Would You Recognize Your Ancestor on the Street?

I saw an old acquaintance recently and didn’t recognize them.  No, it was worse thantophat that.  I didn’t have a clue who they were when the started talking to me.  It gets worse, when I got home I looked for them in the event publication that we attended together in a business training retreat and even with their name didn’t recognize them.

They stood next to me in the group photo.  They were my partner during a training presentation.  They signed the publication with a note saying how much they enjoyed meeting me and spending time with me in the training projects. 

Maybe my memory is failing this week.  Maybe it will restore with a software reset when I next get a full nights sleep.  Hopefully ……

The point of this story is that I spend the better part of five days with this person twenty years ago and have forgotten them.  Would you or I recognize our ancestors if we saw them walking toward us on the street?  

We’ve seen their photos in our genealogy records for years.  We even use their images as avatars or part of our avatar so their visage isn’t something we’ve seen in the distant past.

I’ve often wondered if the image of them that I’ve created in my mind has any resemblance to what they looked like in life and if their personalities were anything like the pristine ‘good person’ personality I’ve created in my mind.

In my mind, my 2nd great grandfather was as tall as me but that image was shattered when I visited his home.  An old letter talked about that home and noted that my grandfather was so tall he had to duck to get through the opening into the kitchen but that no one else in the family had to do so.  Grandpa must have been really tall!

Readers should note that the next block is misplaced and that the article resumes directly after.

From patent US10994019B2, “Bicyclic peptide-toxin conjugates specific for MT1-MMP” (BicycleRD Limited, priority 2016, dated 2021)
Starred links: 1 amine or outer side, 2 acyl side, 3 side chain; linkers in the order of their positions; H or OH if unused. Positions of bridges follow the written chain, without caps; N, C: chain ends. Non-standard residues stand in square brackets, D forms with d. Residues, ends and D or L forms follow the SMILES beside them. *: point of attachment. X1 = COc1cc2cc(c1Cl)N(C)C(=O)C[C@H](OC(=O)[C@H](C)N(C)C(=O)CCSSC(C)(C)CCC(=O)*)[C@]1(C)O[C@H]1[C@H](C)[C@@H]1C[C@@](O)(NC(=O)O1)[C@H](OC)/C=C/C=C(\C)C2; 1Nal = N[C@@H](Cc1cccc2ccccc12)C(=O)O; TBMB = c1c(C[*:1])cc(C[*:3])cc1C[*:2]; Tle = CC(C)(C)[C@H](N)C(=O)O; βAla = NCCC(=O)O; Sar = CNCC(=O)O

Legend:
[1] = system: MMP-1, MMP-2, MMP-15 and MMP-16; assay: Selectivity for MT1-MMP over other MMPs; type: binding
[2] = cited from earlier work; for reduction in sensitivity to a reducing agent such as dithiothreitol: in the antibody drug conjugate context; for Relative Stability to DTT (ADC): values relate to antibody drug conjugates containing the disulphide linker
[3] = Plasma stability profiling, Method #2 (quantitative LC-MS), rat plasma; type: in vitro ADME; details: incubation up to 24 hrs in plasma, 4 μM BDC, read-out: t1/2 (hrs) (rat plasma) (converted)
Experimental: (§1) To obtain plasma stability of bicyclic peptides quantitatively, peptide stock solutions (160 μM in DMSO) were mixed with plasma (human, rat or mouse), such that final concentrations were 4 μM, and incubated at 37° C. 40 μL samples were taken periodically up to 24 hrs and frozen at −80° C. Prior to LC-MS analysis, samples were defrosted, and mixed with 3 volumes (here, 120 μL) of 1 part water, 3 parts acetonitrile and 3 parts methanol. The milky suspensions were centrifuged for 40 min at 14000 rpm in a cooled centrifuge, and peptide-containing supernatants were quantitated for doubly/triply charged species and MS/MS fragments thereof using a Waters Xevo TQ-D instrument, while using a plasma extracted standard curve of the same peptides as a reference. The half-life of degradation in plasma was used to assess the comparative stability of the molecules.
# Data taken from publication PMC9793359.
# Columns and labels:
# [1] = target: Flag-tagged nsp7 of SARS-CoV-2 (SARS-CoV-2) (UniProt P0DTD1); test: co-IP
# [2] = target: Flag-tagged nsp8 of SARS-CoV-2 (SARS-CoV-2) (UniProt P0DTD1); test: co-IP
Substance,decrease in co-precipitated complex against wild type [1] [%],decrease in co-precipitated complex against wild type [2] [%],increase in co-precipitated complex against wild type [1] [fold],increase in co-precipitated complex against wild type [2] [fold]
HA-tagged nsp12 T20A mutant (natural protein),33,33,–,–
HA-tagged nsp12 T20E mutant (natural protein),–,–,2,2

And then I walked through the same opening.  I had to duck to get through .. a LOT.  If my grandfather only had to duck and his father didn’t have to duck at all then the image of him in my mind was exaggerated by at least 6 inches.   I’m 6’ 1”.  He must have been 5’ 5” or less.  I wouldn’t have recognized him walking down the street.  Even knowing he was coming, I’d have been looking for a much taller man.

Have you ever wondered what your ancestors looked like in person?  Do you wonder about their personalities?  What their voice sounded like?  Did they really like liver and onions?  Did they laugh a lot or were they fairly stern?  Would you want them as friends if they were here with us now?

I suppose our descendants will wonder the same things about us.  My grandkids already think I’m nuts or at least they think most of my jokes aren’t that great and that when we sing Happy Birthday to them, some of the joy is taken out of it as I routinely wander through the scales to find a note that is in the same ballpark as the true melody.  Of course, they’ll remember that about me… the goofy singing, the goofy jokes, the tickles.  

How will they convey those memories to their grandchildren?   Would they recognize me walking down the street?   Maybe I’d better be sure to include some of my oddities and personality quirks in my life history so they at least know that I loved butterscotch and popcorn.  

How about you?   Will your descendants have an accurate image of you in their minds or will it just be the one created in their imagination?

Just to prove a few tweaks to the face and outline of a person can cause our visual recognition to fail, enjoy this video of the singer, Jewel, as she disappears in plain sight.

Undercover Karaoke with Jewel
Copyright (c) Lee Drew 2013-01-28 07:00:00
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Family history research is a favored avenue of relaxation. It is a Sherlock-like activity that can continue almost anywhere at any time. By leveraging a lifetime involvement in technology, my research efforts have resulted in terabytes of ancestral data, earning me the moniker of Lineagekeeper. And yes - We are all related to Royalty.